A Final Thought: The Invisible Man


By Mitch Allen

I was raised in Alabama and Georgia, so I’m not a fan of Northeast Ohio’s long, grey winters. While I have managed to tolerate them for 28 years now, it’s becoming increasingly difficult. Call it Seasonal Affective Disorder, the winter blues, or a lack of Vitamin D, the month of February can be rough.

So this year I decided to experiment with an extended visit to south Florida—alone. Could I actually work from down there for three weeks in February and be productive? Would I miss my wife and family? Would I love it so much I’d want to quit my job and become a bartender at a beachfront dive?

All of the above.

My youngest daughter’s father-in-law owns a small condo near Hollywood Beach. It’s vacant most of the year so I was able to stay for free. The unit is a time capsule, featuring 1970s velvet and foil wallpaper. It works, though. As a senior community, many of its residents are in their 80s and 90s and are likely the same people who hung that wallpaper.

This was to be a “fitness vacation” so I did not rent a car. Instead, I walked everywhere—15-20 miles a day, back and forth to Hollywood Beach, Dania Pier, and out to dinner. I eventually bought a cheap bike from Target and ran it into the ground, though I found walking far less stressful. On the bike, I kept wondering when a Floridian centenarian was going to drift into the bike lane and kill me.

Upon arrival, the first thing I had to deal with was the envy. Walking alone over bridges looking down onto the decks of yachts in the shadow of million-dollar high-rise condos while breathing the exhaust of Bentleys and Maseratis took some getting used to. Where did I go wrong in my life, the inner voices kept repeating. Where was my yacht?

It took a few days but I got over it—once I realized that people who drive Bentleys don’t seem to smile much.

I also discovered that I am now The Invisible Man. Walking on Hollywood Beach’s famed Broadwalk, no one would yield to me. It was packed with people and if I didn’t move out of their way, no one else would. They couldn’t see me. Of course, they had no trouble noticing the rollerblading twenty-somethings in short-shorts with butts like two five-pound bags of Domino sugar—not that I noticed.

One day while walking the Broadwalk I heard a man scream and turned to see two cyclists collide head on, each rider sailing over his handlebars and landing hard on the concrete. I helped one man to his feet and gathered his water bottle and phone. Miraculously, only his pride was hurt.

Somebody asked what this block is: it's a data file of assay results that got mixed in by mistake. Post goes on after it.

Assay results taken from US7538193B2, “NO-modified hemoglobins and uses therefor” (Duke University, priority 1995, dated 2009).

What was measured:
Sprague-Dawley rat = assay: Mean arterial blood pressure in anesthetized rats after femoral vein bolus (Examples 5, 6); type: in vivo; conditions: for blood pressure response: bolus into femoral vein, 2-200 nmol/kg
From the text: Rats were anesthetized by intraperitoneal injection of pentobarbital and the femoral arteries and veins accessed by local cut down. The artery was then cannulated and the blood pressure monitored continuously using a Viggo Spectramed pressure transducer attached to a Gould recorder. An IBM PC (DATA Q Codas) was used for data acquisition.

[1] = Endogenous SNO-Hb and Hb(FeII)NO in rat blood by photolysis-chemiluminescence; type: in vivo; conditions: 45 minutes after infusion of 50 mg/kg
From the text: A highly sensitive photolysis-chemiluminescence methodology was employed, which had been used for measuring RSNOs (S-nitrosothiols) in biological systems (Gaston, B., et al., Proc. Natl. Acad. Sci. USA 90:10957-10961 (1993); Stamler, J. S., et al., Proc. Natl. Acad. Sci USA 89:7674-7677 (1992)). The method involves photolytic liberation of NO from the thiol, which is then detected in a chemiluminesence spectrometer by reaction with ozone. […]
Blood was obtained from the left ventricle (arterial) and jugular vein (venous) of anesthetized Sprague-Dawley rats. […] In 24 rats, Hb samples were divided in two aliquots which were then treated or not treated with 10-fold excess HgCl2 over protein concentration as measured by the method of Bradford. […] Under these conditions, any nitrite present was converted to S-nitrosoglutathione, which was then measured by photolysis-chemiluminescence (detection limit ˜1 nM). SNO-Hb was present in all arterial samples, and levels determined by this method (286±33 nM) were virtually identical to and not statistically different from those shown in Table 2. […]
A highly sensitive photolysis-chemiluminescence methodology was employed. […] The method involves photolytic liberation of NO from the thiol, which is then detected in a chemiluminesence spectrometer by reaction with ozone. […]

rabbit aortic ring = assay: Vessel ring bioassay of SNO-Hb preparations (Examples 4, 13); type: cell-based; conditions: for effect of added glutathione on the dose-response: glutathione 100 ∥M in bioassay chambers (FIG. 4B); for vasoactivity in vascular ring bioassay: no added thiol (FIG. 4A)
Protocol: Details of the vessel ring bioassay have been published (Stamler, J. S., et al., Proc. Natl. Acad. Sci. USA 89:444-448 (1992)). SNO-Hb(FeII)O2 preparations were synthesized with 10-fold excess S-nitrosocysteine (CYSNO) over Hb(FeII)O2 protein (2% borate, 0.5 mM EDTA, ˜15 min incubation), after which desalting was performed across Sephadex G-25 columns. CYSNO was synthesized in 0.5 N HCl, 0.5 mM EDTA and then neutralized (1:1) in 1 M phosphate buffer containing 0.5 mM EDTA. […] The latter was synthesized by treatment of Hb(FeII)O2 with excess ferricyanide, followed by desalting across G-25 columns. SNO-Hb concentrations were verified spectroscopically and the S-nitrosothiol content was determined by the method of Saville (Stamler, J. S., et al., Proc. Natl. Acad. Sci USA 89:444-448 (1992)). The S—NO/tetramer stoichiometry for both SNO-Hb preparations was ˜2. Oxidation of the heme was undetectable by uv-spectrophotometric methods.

I think he was invisible, too.

I really enjoy the diversity of south Florida. For the entire three weeks I rarely heard English. Most conversations were in Spanish, Russian or French—French because in February a lot of license plates in the Ft. Lauderdale area read, “Quebec.”

There were even days when I didn’t speak to another soul except to place an order with a bartender or talk to my wife on the phone. One day I decided to take a vow of silence to see if I could actually go 24 hours without speaking. Of course, that was the day I stopped being The Invisible Man. All day long strangers came up to me asking questions like, “Can you take your bike on the pier?” and “Which way is the Margaritaville resort?”

It was clear: These people knew I had taken a vow of silence and were messing with me. This was also the day I realized I was seriously lonely, perhaps the result of too much quiet. So back to Target I went. This time for headphones.

I had never walked or ridden a bike while wearing headphones, figuring it was too dangerous, that I wouldn’t be able to hear a Maserati speeding through the pedestrian crossing. But those fears soon faded as I came to relish the greatest hits of Crosby, Stills and Nash, The Carpenters, and Seals and Crofts. It was as if old friends had joined me at the beach.

My daily routine was to wake at 5 a.m. and walk to the corner Mobil station for a cup of coffee. One morning I biked instead and saw a woman rooting through the leaves in front of the ice machine. She was looking for cigarette butts.

“Do you smoke?” she asked me.

“Sorry, no,” I replied, walking toward the store’s entrance.

“Wait, aren’t you going to lock your bike?” she asked. “There are people who will steal it just to get two hits of meth.”

I looked at her. She was about 40, with a dark tan, tangled blonde hair, sunken cheeks and pretty blue eyes. Reluctantly, I took her advice and locked my cheap bike from Target, noticing at last that it was a Bentley.


Categories: Smart Living